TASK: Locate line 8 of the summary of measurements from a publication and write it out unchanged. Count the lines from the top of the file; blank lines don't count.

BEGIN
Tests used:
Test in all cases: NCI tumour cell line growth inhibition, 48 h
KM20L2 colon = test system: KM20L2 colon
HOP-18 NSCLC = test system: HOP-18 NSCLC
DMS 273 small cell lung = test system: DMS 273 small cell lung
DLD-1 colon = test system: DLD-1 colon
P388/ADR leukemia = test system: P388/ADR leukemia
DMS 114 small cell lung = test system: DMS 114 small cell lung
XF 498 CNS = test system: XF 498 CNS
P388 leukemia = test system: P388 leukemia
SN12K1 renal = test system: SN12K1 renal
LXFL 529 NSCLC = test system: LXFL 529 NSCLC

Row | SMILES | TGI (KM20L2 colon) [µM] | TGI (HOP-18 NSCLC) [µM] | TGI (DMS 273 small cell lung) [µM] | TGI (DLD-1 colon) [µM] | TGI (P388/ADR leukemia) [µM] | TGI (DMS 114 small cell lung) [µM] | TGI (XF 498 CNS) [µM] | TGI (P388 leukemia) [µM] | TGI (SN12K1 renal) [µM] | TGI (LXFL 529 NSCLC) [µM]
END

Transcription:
DMS 114 small cell lung = test system: DMS 114 small cell lung